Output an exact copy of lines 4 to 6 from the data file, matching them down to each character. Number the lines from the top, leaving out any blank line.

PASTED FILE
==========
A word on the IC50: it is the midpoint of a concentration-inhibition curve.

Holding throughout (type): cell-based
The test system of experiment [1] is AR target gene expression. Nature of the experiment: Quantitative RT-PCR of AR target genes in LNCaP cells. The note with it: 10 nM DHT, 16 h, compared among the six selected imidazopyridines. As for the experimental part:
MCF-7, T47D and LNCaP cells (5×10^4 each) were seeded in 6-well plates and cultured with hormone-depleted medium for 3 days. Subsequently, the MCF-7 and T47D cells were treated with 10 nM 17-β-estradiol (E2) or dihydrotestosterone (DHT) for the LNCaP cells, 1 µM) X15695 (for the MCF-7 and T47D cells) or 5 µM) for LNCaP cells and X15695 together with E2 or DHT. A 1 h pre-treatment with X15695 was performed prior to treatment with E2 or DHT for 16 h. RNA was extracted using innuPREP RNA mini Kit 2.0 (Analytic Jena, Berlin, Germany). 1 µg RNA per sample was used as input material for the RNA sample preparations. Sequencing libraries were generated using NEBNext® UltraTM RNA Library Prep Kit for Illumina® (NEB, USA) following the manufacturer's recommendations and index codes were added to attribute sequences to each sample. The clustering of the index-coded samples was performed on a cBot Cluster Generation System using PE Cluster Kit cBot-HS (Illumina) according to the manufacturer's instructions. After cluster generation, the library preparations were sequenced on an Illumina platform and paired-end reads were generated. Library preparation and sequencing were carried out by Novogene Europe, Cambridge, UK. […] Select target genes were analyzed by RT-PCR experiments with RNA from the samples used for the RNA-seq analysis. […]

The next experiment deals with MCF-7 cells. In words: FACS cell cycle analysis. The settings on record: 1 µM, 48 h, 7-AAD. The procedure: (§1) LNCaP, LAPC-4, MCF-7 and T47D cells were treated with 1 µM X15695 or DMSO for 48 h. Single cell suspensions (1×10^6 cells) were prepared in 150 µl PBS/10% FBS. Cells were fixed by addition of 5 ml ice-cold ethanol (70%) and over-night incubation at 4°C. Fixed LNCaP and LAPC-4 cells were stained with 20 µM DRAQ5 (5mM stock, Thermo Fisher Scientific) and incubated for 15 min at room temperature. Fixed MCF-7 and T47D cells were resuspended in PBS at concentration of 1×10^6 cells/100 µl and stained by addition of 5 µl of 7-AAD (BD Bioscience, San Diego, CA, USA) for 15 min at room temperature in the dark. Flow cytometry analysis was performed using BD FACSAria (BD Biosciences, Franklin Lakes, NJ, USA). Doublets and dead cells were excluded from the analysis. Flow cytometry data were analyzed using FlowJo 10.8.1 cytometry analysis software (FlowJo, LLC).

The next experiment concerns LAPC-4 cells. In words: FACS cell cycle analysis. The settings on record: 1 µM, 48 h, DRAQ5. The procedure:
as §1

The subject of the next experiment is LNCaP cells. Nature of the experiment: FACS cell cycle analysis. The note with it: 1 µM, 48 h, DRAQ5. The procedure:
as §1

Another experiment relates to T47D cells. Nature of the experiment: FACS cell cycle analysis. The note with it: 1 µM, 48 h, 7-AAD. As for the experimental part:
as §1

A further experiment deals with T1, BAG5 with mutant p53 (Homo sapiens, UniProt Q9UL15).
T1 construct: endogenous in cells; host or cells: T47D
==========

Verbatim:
MCF-7, T47D and LNCaP cells (5×10^4 each) were seeded in 6-well plates and cultured with hormone-depleted medium for 3 days. Subsequently, the MCF-7 and T47D cells were treated with 10 nM 17-β-estradiol (E2) or dihydrotestosterone (DHT) for the LNCaP cells, 1 µM) X15695 (for the MCF-7 and T47D cells) or 5 µM) for LNCaP cells and X15695 together with E2 or DHT. A 1 h pre-treatment with X15695 was performed prior to treatment with E2 or DHT for 16 h. RNA was extracted using innuPREP RNA mini Kit 2.0 (Analytic Jena, Berlin, Germany). 1 µg RNA per sample was used as input material for the RNA sample preparations. Sequencing libraries were generated using NEBNext® UltraTM RNA Library Prep Kit for Illumina® (NEB, USA) following the manufacturer's recommendations and index codes were added to attribute sequences to each sample. The clustering of the index-coded samples was performed on a cBot Cluster Generation System using PE Cluster Kit cBot-HS (Illumina) according to the manufacturer's instructions. After cluster generation, the library preparations were sequenced on an Illumina platform and paired-end reads were generated. Library preparation and sequencing were carried out by Novogene Europe, Cambridge, UK. […] Select target genes were analyzed by RT-PCR experiments with RNA from the samples used for the RNA-seq analysis. […]

The next experiment deals with MCF-7 cells. In words: FACS cell cycle analysis. The settings on record: 1 µM, 48 h, 7-AAD. The procedure: (§1) LNCaP, LAPC-4, MCF-7 and T47D cells were treated with 1 µM X15695 or DMSO for 48 h. Single cell suspensions (1×10^6 cells) were prepared in 150 µl PBS/10% FBS. Cells were fixed by addition of 5 ml ice-cold ethanol (70%) and over-night incubation at 4°C. Fixed LNCaP and LAPC-4 cells were stained with 20 µM DRAQ5 (5mM stock, Thermo Fisher Scientific) and incubated for 15 min at room temperature. Fixed MCF-7 and T47D cells were resuspended in PBS at concentration of 1×10^6 cells/100 µl and stained by addition of 5 µl of 7-AAD (BD Bioscience, San Diego, CA, USA) for 15 min at room temperature in the dark. Flow cytometry analysis was performed using BD FACSAria (BD Biosciences, Franklin Lakes, NJ, USA). Doublets and dead cells were excluded from the analysis. Flow cytometry data were analyzed using FlowJo 10.8.1 cytometry analysis software (FlowJo, LLC).

The next experiment concerns LAPC-4 cells. In words: FACS cell cycle analysis. The settings on record: 1 µM, 48 h, DRAQ5. The procedure: